Our oceans are home to a diverse array of aquatic organisms, a surprising number of which have yet to be discovered. To help in the search for these fascinating creatures, researchers have developed a robotic device capable of capturing even the most delicate deep-sea animals, which it does with a foldable, 12-sided hand.
Introducing the rotary actuated dodecahedron (RAD), a 12-faced device developed by researchers at the Wyss Institute for Biologically Inspired Engineering at Harvard University and several other institutions.
When the RAD hand is fully extended, it doesn’t look like much — especially to an unsuspecting sea creature swimming nearby. But when it folds in on itself, RAD forms a dodecahedron cage, trapping animals inside. Importantly, the joystick-controlled device performs the task without inflicting any injury to an organism.
The origami-inspired RAD is meant to provide marine biologists with a non-invasive way of extracting samples for discovery and analysis. The details of this remarkable new machine were published today in Science Robotics.
It’s estimated that around a million species are still waiting to be discovered in our planet’s oceans, especially in the deep midwater sea areas. Many of these undiscovered aquatic animals are gelatinous, and, as a result, super fragile.
Conventional capture techniques, such as nets, often destroy these organisms. Also, these soft-bodied animals are notoriously difficult to grab with existing underwater equipment. This is where RAD can help.
“We approach these animals as if they are works of art,” said study co-author David Gruber, a biologist at City University of New York, in a statement.
“Would we cut pieces out of the Mona Lisa to study it? No — we’d use the most innovative tools available. These deep-sea organisms, some being thousands of years old, deserve to be treated with a similar gentleness when we’re interacting with them.”
RAD consists of five 3D printed polymer “petals” that are attached to a series of rotating joints. A single motor allows the entire structure to rotate about its joints and fold up into a hollow 12-sided cage, or dodecahedron. The researchers experimented with several different shapes, but the 12-sided version worked best.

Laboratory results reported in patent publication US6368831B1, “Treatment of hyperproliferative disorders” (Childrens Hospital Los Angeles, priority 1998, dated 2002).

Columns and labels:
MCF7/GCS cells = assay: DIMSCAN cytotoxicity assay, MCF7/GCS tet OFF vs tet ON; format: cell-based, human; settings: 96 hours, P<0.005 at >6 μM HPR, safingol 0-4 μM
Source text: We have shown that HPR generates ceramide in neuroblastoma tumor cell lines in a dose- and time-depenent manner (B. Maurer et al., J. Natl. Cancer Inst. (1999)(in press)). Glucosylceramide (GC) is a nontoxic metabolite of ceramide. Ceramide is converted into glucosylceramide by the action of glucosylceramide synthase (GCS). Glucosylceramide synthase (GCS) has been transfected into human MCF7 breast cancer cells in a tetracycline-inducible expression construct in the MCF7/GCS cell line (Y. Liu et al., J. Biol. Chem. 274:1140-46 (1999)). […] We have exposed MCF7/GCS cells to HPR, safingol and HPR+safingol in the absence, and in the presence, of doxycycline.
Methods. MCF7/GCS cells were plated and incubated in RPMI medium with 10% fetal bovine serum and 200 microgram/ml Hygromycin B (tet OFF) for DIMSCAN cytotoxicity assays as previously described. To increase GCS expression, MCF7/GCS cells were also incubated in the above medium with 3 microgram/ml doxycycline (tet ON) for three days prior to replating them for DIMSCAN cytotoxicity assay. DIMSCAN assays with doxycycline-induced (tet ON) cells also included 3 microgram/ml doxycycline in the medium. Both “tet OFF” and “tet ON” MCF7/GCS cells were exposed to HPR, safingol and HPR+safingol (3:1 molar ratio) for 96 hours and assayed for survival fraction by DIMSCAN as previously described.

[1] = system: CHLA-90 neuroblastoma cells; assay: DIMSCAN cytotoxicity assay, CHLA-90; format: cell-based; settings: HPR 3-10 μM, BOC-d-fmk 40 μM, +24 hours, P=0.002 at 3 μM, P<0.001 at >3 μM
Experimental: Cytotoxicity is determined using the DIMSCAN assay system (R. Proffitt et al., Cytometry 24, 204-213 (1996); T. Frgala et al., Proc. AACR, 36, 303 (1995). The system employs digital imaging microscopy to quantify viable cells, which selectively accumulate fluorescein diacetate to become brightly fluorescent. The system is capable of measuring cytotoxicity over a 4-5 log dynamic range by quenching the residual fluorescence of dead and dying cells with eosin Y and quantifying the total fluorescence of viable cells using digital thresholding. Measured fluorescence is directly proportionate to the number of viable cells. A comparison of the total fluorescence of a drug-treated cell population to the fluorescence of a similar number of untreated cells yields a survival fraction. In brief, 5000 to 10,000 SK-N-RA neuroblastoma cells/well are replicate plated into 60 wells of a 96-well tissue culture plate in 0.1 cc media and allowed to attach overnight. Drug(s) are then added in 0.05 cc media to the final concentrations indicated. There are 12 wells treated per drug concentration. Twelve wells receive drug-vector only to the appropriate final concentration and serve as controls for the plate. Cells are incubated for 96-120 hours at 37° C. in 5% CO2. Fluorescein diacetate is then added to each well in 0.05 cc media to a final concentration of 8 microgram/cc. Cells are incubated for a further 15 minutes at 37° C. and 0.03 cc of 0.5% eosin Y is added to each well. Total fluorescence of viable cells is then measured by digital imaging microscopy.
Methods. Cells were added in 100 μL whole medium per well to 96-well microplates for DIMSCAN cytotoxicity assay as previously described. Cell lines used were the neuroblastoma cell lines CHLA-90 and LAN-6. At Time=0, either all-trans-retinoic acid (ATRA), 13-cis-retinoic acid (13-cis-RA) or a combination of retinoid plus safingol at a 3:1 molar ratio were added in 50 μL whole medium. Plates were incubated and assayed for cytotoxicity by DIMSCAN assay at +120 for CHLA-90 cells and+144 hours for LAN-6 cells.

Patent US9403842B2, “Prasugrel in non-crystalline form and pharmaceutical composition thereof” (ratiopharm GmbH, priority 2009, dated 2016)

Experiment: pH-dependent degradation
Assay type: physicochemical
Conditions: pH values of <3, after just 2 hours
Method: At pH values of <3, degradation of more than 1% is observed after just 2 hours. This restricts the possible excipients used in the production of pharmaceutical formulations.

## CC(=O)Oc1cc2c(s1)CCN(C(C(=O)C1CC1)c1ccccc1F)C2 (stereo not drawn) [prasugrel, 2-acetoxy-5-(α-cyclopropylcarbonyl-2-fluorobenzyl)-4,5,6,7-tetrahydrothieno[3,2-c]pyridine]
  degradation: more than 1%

The robotic device was first tested in the Mystic Aquarium in Mystic, Connecticut, where it successfully captured and released a moon jellyfish.
After some slight adjustments, RAD was attached to an underwater vehicle and sent to the Monterey Canyon off the coast of California. Controlled remotely, RAD captured and released specimens such as squid, octopus and jellyfish (the researchers said the octopus was particularly curious about the device).
RAD was tested at depths of 700m, but the sampler is designed to work as deep as 11km without imploding from the intense water pressure.
“The RAD sampler design is perfect for the difficult environment of the deep ocean because its controls are very simple, so there are fewer elements that can break. It’s also modular, so if something does break, we can simply replace that part and send the sampler back down into the water,” said first author Zhi Ern Teoh, a mechanical engineer at Cooper Perkins.
“This folding design is also well-suited to be used in space, which is similar to the deep ocean in that it’s a low-gravity, inhospitable environment that makes operating any device challenging.”
The researchers are now working on a more durable and rugged version of RAD for use in more complex underwater tasks, such as marine geology and even construction projects.
Looking ahead, RAD could be equipped with built-in cameras, touch sensors and even DNA sequencing technologies. So in addition to catching sea creatures, RAD may eventually be capable of conducting its own research in the field.